IntroductionSalacia is a liana which belongs to family Celastraceae subfamily Salacioideae. In India,Salacia is distributed in Karnataka,Kerala, Tamil Nadu. Species of Salacia areused in ayurveda for treatment of diabetes and obesity as polyherbalpreparation or churnas such as Madhujeevan Churna (Salunkhe andWachasundar 2009) and Diajith (Rajalakshmy et al.2014).Root, bark and leaves of Salacia species contains activeingredients which are anti-diabetic (Yoshikawa et al.
2001), anticancer (Yoshimi et al. 2001), antiviral agent effective against HIV, Herpes simplex(Guha et al. 1996; Zhengand Lu 1990).
Salacia species containsactive compounds salacinol and kotalanol which have ?-glucosidase inhibitoryactivity (Xie et al. 2011).Speciesidentification in the genus Salaciais difficult when based solely on morphological characteristics. Although mostof the vegetative characters of the species within the genus are same differencesare observed in floral and some fruit characteristics (Udayan et al.
2012;Udayan et al. 2013). Therefore, accurate methods of validation andauthentication is indispensable to ensure safe use and efficacy of extractedraw drugs. RAPDand ISSR simple and quick techniques which does not require any prior knowledgeDNA sequence of the target organism.
RAPD detects nucleotide sequencepolymorphisms, using a single primer of arbitrary nucleotide sequence where asISSR detects polymorphisms in identicalinter-microsatellite loci oriented in opposite direction, using primers whichare di, tri, tetra or penta nucleotide simple sequence repeats (Zietkiewicz et al.1994). Inter transcribed spacer (ITS) having universal set of primers is apopular choice for phylogenetic analyses (Alvarez and Wendel2003). In the present study two DNA markersRAPD and ISSR, and a DNA barcoding region ITS was used to evaluate geneticdiversity within and among four Salaciaspecies-S. chinensis, S.
macrosperma, S.fruticosa, S. oblonga sampled from Western Ghats of Karnataka. Materials and methodsSampling Twenty-onesamples were collected from various parts of western Ghats (Table 1 for details).The 21 samples are grouped in four population of Salacia chinensis L., Salaciamacrosperma Wight.
, Salacia fruticosaLawson., Salacia oblonga Wall. exWight & Arn. DNAisolation, RAPD and ISSR reaction GenomicDNA was isolated according to Stange et al. (1998) protocol. DNA was quantified using NanoDrop 2000Spectrophotometer (Thermo Fisher Scientific) and diluted to 25 ng for use in polymerasechain reaction (PCR). Reaction mixture contained 100 uM of each dNTPs (Merckbiosciences), 5 uMole of primer (Sigma,USA), 0.5 Unit of Taq DNA polymerase(Merck biosciences) and 1x Taq buffer (Merck biosciences) in a total volume of20 ul.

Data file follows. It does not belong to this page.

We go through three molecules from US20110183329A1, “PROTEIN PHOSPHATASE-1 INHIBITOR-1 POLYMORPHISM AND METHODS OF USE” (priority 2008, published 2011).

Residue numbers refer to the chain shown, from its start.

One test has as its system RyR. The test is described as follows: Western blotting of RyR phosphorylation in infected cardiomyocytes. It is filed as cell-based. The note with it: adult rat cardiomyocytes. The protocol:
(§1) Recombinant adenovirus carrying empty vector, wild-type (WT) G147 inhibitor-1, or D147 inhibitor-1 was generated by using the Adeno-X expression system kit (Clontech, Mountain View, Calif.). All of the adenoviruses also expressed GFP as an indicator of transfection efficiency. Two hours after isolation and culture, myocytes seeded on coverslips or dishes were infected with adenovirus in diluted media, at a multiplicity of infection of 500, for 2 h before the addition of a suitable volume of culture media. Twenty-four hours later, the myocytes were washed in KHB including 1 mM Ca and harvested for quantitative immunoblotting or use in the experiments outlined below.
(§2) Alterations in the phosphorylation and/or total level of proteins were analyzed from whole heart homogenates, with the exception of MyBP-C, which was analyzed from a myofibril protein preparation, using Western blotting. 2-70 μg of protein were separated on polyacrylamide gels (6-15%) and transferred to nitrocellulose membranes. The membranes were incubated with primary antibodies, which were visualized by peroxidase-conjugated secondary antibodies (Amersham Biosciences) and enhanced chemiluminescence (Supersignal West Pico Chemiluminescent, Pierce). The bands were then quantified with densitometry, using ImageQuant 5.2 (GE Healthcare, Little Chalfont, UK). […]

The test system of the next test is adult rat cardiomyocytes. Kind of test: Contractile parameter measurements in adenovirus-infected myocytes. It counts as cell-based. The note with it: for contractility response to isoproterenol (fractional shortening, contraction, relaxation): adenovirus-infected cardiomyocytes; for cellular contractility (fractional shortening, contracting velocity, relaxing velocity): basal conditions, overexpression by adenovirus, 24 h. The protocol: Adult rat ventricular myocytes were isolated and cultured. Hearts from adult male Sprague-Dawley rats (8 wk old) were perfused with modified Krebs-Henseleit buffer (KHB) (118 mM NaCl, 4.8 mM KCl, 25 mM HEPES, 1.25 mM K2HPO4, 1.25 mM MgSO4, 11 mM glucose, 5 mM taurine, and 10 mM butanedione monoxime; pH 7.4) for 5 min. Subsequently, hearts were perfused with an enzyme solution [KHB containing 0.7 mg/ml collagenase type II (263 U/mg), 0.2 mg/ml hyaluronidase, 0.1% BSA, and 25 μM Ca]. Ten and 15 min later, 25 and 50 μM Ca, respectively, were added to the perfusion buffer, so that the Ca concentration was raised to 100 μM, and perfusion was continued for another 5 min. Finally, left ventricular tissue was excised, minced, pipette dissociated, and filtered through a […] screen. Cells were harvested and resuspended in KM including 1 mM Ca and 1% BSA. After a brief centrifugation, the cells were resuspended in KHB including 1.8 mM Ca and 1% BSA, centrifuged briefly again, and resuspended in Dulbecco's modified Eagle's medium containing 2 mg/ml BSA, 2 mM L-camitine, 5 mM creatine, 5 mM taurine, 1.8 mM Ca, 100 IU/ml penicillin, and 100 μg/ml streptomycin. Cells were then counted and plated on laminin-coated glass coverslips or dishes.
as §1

ISSR-PCR amplification was carried out for 40 cycles, with initialdenaturation for 5 minutes at 94°C, followed by cyclic process of denaturationfor 1-minute at 94oC, annealing at temperature standardized for eachprimer (Table 2) for 1 minutes and extension at 72°C for 1 minutes, and finalextension at 72 °C for 5 minutes in Applied Biosystems Veriti Thermal Cycler. ForRAPD-PCR, the protocol was similar to ISSR except for the annealing temperaturewhich was 36°C for all the primers. For the PCR amplification of the ITSsequence, primers ITS4-TCCTCCGCTTATTGATATGC and ITS5- GGAAGTAAAAGTCGTAACAAGGdesigned by WHITE (1990) were used. ITS amplification was carried for 28cycles with initial denaturation at 95°C for 1 minute 30 seconds, cyclicprocess of denaturation at 95°C for 30 seconds, annealing at 42°C for 1 minute,extension at72°C for 1 minute and final extension 72°C for 3 minutes.
Amplifiedproducts were separated in 1.8% agarose gel containing ethidium bromide using1x TBE buffer. DNA fragments were visualized under UV light. The band patternswere photographed using Gel Doc™ XR (Bio- Rad). Phylogenetic analysis of ITS sequence Theamplified products were sent to Chromous biotech, Bangalore for sequencing. Thesequence generated were submitted to NCBI database. For phylogeneticanalysis of ITS sequence MEGA 5 (Tamura et al. 2011) software was used.
Nineteen samples from currentstudy and an outgroup sequence was used for sequence analysis. The multiplesequence alignment was performed using CLUSTAL W, version 1.6 (Thompson et al. 2002). Using MEGA 5 best-fit Model-test was performed andmodel with the lowest Bayesian Information Criterion (BIC) score was selectedfor further analysis. The Maximum Likelihood tree was constructed using thebest fit model with least BIC score. Datacollection and Analysis Thebanding patterns obtained from RAPD and ISSR were scored as present (1) orabsent (0) and binary matrix was created for RAPD and ISSR primers. Thepolymorphic information content (PIC) proposed by Roldàn-Ruiz et al.